|Publication number||US5067002 A|
|Application number||US 07/304,984|
|Publication date||Nov 19, 1991|
|Filing date||Jan 31, 1989|
|Priority date||Jan 30, 1987|
|Publication number||07304984, 304984, US 5067002 A, US 5067002A, US-A-5067002, US5067002 A, US5067002A|
|Inventors||Peter J. Zdebel, Raymond J. Balda, Bor-Yuan Hwang, Allen J. Wagner|
|Original Assignee||Motorola, Inc.|
|Export Citation||BiBTeX, EndNote, RefMan|
|Patent Citations (37), Non-Patent Citations (12), Referenced by (55), Classifications (14), Legal Events (8)|
|External Links: USPTO, USPTO Assignment, Espacenet|
This is a division of application Ser. No. 07/009,322, filed Jan. 30, 1987, now U.S. Pat. No. 4,837,176.
The application by Peter Zdebel et al., entitled "INTEGRATED CIRCUIT METHOD USING DOUBLE IMPLANT DOPING", Ser. No. 07/008,991, now U.S. Pat. No. 4,740,478, is related.
This invention relates generally to a process for fabricating an integrated circuit structure, and more specifically to devices having polycrystalline silicon contacts and to a process for their manufacture.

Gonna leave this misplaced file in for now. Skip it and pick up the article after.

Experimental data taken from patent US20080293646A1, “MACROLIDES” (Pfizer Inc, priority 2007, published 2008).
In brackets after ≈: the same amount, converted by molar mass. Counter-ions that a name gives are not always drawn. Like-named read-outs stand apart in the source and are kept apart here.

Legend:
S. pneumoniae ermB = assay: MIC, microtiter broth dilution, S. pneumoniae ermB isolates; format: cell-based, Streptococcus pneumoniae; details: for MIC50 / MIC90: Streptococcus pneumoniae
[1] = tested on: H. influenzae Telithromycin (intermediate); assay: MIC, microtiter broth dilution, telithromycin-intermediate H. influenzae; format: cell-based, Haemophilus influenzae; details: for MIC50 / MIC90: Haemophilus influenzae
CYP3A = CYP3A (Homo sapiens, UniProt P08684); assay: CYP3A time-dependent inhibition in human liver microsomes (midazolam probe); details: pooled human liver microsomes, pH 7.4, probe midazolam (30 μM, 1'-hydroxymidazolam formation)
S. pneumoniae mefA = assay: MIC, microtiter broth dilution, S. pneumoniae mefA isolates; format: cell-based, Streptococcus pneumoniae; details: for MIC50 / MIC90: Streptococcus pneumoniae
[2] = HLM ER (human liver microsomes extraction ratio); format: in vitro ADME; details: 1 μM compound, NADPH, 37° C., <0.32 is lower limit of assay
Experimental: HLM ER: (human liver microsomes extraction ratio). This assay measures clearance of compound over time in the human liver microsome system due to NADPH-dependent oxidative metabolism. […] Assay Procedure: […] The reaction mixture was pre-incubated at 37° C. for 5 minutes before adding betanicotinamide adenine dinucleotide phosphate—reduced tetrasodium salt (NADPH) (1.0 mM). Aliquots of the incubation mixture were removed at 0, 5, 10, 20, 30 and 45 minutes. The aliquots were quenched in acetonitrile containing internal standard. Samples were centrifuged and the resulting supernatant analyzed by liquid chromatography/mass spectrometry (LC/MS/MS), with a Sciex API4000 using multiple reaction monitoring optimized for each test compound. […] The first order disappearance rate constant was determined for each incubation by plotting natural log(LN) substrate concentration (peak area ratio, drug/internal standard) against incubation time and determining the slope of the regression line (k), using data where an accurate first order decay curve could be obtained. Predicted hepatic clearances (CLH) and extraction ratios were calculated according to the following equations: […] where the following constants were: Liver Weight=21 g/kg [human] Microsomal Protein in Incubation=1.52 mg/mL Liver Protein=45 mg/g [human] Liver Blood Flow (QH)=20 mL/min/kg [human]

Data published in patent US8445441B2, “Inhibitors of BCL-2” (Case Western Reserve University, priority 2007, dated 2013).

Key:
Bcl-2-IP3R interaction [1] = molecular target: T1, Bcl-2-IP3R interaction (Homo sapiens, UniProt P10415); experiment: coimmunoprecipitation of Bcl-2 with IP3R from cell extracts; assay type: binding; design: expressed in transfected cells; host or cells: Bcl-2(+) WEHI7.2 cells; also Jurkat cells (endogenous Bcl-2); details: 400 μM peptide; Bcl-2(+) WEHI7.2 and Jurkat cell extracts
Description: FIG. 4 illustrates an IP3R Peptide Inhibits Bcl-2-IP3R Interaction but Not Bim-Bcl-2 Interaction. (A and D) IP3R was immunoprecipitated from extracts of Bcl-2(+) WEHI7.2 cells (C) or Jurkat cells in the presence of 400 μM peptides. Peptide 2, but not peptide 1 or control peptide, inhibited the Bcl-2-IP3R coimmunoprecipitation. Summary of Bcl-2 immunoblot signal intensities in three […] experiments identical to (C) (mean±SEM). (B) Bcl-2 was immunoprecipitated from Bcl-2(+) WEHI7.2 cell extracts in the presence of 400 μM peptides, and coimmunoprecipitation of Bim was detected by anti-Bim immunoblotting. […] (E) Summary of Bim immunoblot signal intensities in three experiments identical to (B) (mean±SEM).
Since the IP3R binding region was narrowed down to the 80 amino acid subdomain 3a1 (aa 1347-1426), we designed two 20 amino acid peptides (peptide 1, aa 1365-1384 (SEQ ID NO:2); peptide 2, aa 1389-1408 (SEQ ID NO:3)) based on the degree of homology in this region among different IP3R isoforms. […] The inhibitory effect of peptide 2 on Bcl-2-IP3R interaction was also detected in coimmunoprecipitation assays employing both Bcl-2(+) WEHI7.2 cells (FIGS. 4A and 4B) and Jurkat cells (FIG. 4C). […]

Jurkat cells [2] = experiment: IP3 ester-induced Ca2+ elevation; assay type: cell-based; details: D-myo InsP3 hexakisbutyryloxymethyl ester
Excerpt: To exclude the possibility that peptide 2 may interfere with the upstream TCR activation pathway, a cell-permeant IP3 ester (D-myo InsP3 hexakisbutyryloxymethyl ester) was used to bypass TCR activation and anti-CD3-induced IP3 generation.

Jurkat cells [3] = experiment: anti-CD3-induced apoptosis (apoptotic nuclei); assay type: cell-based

There is a need in the integrated circuit art for obtaining smaller and smaller devices without sacrificing device performance. The small device size requires small device regions, precise alignment between regions and minimization of parasitic resistances and capacitances. Device size can be reduced by putting more reliance on fine line lithography, but as device shrinking continues, it becomes impractical or impossible to continue to reduce feature size and achieve the required greater and greater alignment accuracy. As lithography is pushed to the limit, yield and production throughput decrease.
In view of the desire for integrated circuits having higher device counts, smaller device sizes, and greater circuit performance, a need continues to exist for an improved process to manufacture the required devices without resorting to unrealistic photolithography requirements.
Accordingly, it is an object of this invention to provide an improved process and structure for fabricating integrated circuit devices.
It is another object of this invention to provide an improved process and structure for producing integrated circuit devices of reduced size with reasonable photolithography tolerances.